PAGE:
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Vol. 4. Issue 3.
Pages 95-102 (July - September 2011)
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Visits
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Vol. 4. Issue 3.
Pages 95-102 (July - September 2011)
Open Access
Inter-examiner agreement of the AS-OCT Visante corneal thickness
Concordancia interexaminador del espesor de la córnea con AS-OCT Visante
Visits
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Ana Rio-San Cristobala,??
Corresponding author
adelrio@ioba.med.uva.es

Corresponding author.
, Raul Martina,b, Angela Morejonaa,b, David Galarretaa
a IOBA-Eye Institute, University of Valladolid, Valladolid, Spain
b Department of Physics TAO, School of Optometry, University of Valladolid, Valladolid, Spain
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Abstract
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Figures (1)
Tables (5)
Table 1. Automatic and manual AS-OCT Visante pachymetry
Table 2. Inter-examiner agreement for the manual values from the AS-OCT Visante
Table 3. Agreement between automatic and manual AS-OCT Visante pachymetry
Table 4. Agreement between automatic AS-OCT Visante, Orbscan II and USP
Table 5. Agreement between the manual AS-OCT Visante, Orbscan II and USP values
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Abstract
Purpose

To determine the inter-examiner agreement of the manual values of central and peripheral corneal thickness as measured by optical coherence tomography (AS-OCT Visante) and to assess the agreement between AS-OCT Visante pachymetry, Orbscan II and ultrasound pachymetry (USP).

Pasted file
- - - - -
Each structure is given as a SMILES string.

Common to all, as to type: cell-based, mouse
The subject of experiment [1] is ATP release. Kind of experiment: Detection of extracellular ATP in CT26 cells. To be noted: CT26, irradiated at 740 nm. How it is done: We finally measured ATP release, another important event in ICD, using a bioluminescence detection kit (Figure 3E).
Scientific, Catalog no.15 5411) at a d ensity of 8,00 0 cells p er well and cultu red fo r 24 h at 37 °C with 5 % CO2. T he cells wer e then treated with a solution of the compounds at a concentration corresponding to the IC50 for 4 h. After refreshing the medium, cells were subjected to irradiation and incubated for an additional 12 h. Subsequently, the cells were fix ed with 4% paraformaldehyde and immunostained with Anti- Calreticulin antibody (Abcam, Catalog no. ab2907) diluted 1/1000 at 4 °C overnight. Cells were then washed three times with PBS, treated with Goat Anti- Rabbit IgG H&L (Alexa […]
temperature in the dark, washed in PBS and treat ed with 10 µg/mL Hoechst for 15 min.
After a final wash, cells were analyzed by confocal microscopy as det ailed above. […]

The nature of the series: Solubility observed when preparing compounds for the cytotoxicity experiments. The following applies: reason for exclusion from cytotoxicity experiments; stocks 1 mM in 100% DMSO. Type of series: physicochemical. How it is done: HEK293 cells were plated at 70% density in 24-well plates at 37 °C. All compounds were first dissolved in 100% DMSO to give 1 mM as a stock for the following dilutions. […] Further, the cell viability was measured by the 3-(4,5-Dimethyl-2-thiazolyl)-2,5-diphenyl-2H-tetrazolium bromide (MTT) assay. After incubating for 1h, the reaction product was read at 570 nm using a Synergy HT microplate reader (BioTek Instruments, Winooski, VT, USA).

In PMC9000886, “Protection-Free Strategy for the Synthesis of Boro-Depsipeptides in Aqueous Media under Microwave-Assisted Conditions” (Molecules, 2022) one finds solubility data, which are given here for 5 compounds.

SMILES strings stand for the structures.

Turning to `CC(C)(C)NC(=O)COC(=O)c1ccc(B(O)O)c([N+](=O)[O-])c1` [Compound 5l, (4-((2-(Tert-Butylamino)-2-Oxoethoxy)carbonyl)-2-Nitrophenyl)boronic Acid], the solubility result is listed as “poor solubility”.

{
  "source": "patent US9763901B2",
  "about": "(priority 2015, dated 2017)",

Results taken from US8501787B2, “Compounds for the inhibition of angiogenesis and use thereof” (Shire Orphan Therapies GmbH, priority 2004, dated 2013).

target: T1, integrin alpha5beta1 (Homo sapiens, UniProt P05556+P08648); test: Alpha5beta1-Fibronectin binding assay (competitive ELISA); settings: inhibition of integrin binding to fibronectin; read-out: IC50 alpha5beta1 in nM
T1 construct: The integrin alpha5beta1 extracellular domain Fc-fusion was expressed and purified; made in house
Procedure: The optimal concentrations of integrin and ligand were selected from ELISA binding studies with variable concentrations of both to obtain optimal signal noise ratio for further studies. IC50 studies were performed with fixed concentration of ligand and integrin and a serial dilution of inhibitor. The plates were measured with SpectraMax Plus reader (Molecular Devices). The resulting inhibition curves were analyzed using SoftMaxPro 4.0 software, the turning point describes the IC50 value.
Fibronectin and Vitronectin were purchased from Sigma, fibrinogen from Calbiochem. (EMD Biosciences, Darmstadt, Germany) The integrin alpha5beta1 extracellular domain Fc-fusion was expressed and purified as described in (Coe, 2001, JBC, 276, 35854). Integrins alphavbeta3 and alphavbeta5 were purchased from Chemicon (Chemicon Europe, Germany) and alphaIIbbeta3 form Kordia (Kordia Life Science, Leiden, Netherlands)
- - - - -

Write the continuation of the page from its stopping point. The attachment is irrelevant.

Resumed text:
Methods

Central and peripheral (4.0mm from the corneal centre to the superior, inferior, nasal and temporal areas) corneal thickness was analyzed in 30 eyes of 15 patients (mean age, 26.8±6.8 years), with the AS-OCT Visante both automatically (Global-Pachymetry Map) and manually (Flap Tool). The Orbscan II and USP (Corneo-Gage Plus) pachymetry were also assessed. Inter-examiner reproducibility for the manual values of the AS-OCT Visante was calculated. Automatic and manual AS-OCT pachymetries were compared for all corneal locations.

Results

Good inter-examiner agreement was obtained for the manual values of the AS-OCT Visante for all locations studied (p=1.00). The automatic value was significantly different from the manual value for both central and inferior pachymetry (37±10μm and 27±11μm respectively; p<0.05). Good linear correlation was found between the automatic AS-OCT Visante, the Orbscan II and USP, although there were statistically significant differences (p<0.01) between all of the corneal locations, with the exception of the manual values of the AS-OCT Visante and the Orbscan II for the central corneal thickness (CCT) measures.

Conclusions

The AS-OCT Visante has high inter-examiner agreement for manual values (Flap Tool). The automatic analysis (Global-Pachymetry Map) provides different corneal thickness values (centrally and peripherally) than those obtained manually for the same corneal scan.

Keywords:
Corneal thickness
AS-OCT Visante
Global-Pachymetry Map
Flap Tool
Resumen
Objetivo

Determinar el acuerdo interexaminador de los valores manuales del espesor corneal central y periférico según la medición por tomografía de coherencia óptica (AS-OCT Visante) y evaluar el acuerdo entre paquimetría con AS-OCT Visante, Orbscan II y paquimetría ultrasónica (PUS).

Métodos

Se analizó el espesor corneal central y periférico (4mm del centro de la córnea a las áreas superior, inferior, nasal y temporal) en 30 ojos de 15 pacientes (media de edad, 26,8±6,8 años) con el instrumento AS-OCT Visante, tanto de manera automática (Global-Pachymetry Map) como manual (Flap Tool). También se evaluó la paquimetría con Orbscan II y PUS (Corneo-Gage Plus). Se calculó la reproducibilidad interexaminador para los valores manuales del AS-OCT Visante. Se compararon las paquimetrías AS-OCT manuales y automáticas de todas las zonas de la córnea.

Resultados